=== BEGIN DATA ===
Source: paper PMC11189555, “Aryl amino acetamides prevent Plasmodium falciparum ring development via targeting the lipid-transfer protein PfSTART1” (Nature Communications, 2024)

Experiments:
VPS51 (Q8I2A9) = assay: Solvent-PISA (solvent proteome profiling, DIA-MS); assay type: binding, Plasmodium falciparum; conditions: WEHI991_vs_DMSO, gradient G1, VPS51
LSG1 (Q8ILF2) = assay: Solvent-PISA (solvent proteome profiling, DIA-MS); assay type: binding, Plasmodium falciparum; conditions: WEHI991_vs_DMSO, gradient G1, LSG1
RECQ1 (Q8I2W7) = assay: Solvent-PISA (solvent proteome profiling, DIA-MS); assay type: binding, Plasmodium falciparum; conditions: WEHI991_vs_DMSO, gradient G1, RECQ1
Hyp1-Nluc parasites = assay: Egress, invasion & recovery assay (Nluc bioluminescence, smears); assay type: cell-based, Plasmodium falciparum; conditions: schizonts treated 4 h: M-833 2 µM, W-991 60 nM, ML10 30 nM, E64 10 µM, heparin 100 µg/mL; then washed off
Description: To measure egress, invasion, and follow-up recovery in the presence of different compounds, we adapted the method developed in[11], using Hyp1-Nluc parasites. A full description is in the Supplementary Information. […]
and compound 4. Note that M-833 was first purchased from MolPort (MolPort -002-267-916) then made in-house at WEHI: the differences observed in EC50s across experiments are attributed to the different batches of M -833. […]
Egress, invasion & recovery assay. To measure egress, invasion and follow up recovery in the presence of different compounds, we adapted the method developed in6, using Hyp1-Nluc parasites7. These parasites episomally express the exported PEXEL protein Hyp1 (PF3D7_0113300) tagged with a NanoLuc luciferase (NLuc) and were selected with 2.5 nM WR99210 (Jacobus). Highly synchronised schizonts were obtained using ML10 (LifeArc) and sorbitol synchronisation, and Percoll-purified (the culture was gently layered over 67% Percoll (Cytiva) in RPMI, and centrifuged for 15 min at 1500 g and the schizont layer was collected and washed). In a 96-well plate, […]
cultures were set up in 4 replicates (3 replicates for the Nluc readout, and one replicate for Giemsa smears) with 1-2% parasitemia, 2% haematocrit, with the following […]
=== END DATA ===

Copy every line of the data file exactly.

Source: paper PMC11189555, “Aryl amino acetamides prevent Plasmodium falciparum ring development via targeting the lipid-transfer protein PfSTART1” (Nature Communications, 2024)

Experiments:
VPS51 (Q8I2A9) = assay: Solvent-PISA (solvent proteome profiling, DIA-MS); assay type: binding, Plasmodium falciparum; conditions: WEHI991_vs_DMSO, gradient G1, VPS51
LSG1 (Q8ILF2) = assay: Solvent-PISA (solvent proteome profiling, DIA-MS); assay type: binding, Plasmodium falciparum; conditions: WEHI991_vs_DMSO, gradient G1, LSG1
RECQ1 (Q8I2W7) = assay: Solvent-PISA (solvent proteome profiling, DIA-MS); assay type: binding, Plasmodium falciparum; conditions: WEHI991_vs_DMSO, gradient G1, RECQ1
Hyp1-Nluc parasites = assay: Egress, invasion & recovery assay (Nluc bioluminescence, smears); assay type: cell-based, Plasmodium falciparum; conditions: schizonts treated 4 h: M-833 2 µM, W-991 60 nM, ML10 30 nM, E64 10 µM, heparin 100 µg/mL; then washed off
Description: To measure egress, invasion, and follow-up recovery in the presence of different compounds, we adapted the method developed in[11], using Hyp1-Nluc parasites. A full description is in the Supplementary Information. […]
and compound 4. Note that M-833 was first purchased from MolPort (MolPort -002-267-916) then made in-house at WEHI: the differences observed in EC50s across experiments are attributed to the different batches of M -833. […]
Egress, invasion & recovery assay. To measure egress, invasion and follow up recovery in the presence of different compounds, we adapted the method developed in6, using Hyp1-Nluc parasites7. These parasites episomally express the exported PEXEL protein Hyp1 (PF3D7_0113300) tagged with a NanoLuc luciferase (NLuc) and were selected with 2.5 nM WR99210 (Jacobus). Highly synchronised schizonts were obtained using ML10 (LifeArc) and sorbitol synchronisation, and Percoll-purified (the culture was gently layered over 67% Percoll (Cytiva) in RPMI, and centrifuged for 15 min at 1500 g and the schizont layer was collected and washed). In a 96-well plate, […]
cultures were set up in 4 replicates (3 replicates for the Nluc readout, and one replicate for Giemsa smears) with 1-2% parasitemia, 2% haematocrit, with the following […]